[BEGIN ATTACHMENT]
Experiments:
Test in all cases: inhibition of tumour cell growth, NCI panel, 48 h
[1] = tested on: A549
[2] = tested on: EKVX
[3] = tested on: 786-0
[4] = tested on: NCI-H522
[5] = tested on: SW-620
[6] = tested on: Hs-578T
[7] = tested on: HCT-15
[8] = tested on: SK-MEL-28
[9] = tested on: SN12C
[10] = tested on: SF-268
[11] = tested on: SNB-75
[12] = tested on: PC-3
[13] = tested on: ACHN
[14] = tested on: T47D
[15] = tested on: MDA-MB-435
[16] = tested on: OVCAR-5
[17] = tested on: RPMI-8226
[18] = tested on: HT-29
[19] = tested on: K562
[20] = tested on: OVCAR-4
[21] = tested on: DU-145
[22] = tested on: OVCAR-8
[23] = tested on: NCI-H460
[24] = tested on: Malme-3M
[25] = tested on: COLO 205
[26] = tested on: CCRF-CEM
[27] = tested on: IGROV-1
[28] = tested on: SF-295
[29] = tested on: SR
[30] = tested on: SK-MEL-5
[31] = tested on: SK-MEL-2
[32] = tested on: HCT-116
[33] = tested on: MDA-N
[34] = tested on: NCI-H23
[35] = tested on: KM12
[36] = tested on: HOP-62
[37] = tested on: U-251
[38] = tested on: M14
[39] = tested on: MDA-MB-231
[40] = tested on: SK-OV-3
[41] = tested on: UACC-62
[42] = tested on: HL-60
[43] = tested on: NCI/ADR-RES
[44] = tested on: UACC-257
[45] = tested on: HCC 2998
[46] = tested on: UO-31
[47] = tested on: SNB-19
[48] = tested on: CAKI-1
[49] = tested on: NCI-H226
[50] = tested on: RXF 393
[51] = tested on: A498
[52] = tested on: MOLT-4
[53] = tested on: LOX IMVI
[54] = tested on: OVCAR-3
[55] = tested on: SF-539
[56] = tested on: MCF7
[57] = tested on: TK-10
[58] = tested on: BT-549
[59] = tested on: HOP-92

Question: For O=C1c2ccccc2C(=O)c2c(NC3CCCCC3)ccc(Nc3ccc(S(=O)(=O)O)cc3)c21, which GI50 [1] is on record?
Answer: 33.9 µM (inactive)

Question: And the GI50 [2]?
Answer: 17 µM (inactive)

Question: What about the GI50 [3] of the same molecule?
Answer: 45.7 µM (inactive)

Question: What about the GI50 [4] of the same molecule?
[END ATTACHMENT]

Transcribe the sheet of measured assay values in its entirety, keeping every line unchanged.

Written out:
Experiments:
Test in all cases: inhibition of tumour cell growth, NCI panel, 48 h
[1] = tested on: A549
[2] = tested on: EKVX
[3] = tested on: 786-0
[4] = tested on: NCI-H522
[5] = tested on: SW-620
[6] = tested on: Hs-578T
[7] = tested on: HCT-15
[8] = tested on: SK-MEL-28
[9] = tested on: SN12C
[10] = tested on: SF-268
[11] = tested on: SNB-75
[12] = tested on: PC-3
[13] = tested on: ACHN
[14] = tested on: T47D
[15] = tested on: MDA-MB-435
[16] = tested on: OVCAR-5
[17] = tested on: RPMI-8226
[18] = tested on: HT-29
[19] = tested on: K562
[20] = tested on: OVCAR-4
[21] = tested on: DU-145
[22] = tested on: OVCAR-8
[23] = tested on: NCI-H460
[24] = tested on: Malme-3M
[25] = tested on: COLO 205
[26] = tested on: CCRF-CEM
[27] = tested on: IGROV-1
[28] = tested on: SF-295
[29] = tested on: SR
[30] = tested on: SK-MEL-5
[31] = tested on: SK-MEL-2
[32] = tested on: HCT-116
[33] = tested on: MDA-N
[34] = tested on: NCI-H23
[35] = tested on: KM12
[36] = tested on: HOP-62
[37] = tested on: U-251
[38] = tested on: M14
[39] = tested on: MDA-MB-231
[40] = tested on: SK-OV-3
[41] = tested on: UACC-62
[42] = tested on: HL-60
[43] = tested on: NCI/ADR-RES
[44] = tested on: UACC-257
[45] = tested on: HCC 2998
[46] = tested on: UO-31
[47] = tested on: SNB-19
[48] = tested on: CAKI-1
[49] = tested on: NCI-H226
[50] = tested on: RXF 393
[51] = tested on: A498
[52] = tested on: MOLT-4
[53] = tested on: LOX IMVI
[54] = tested on: OVCAR-3
[55] = tested on: SF-539
[56] = tested on: MCF7
[57] = tested on: TK-10
[58] = tested on: BT-549
[59] = tested on: HOP-92

Question: For O=C1c2ccccc2C(=O)c2c(NC3CCCCC3)ccc(Nc3ccc(S(=O)(=O)O)cc3)c21, which GI50 [1] is on record?
Answer: 33.9 µM (inactive)

Question: And the GI50 [2]?
Answer: 17 µM (inactive)

Question: What about the GI50 [3] of the same molecule?
Answer: 45.7 µM (inactive)

Question: What about the GI50 [4] of the same molecule?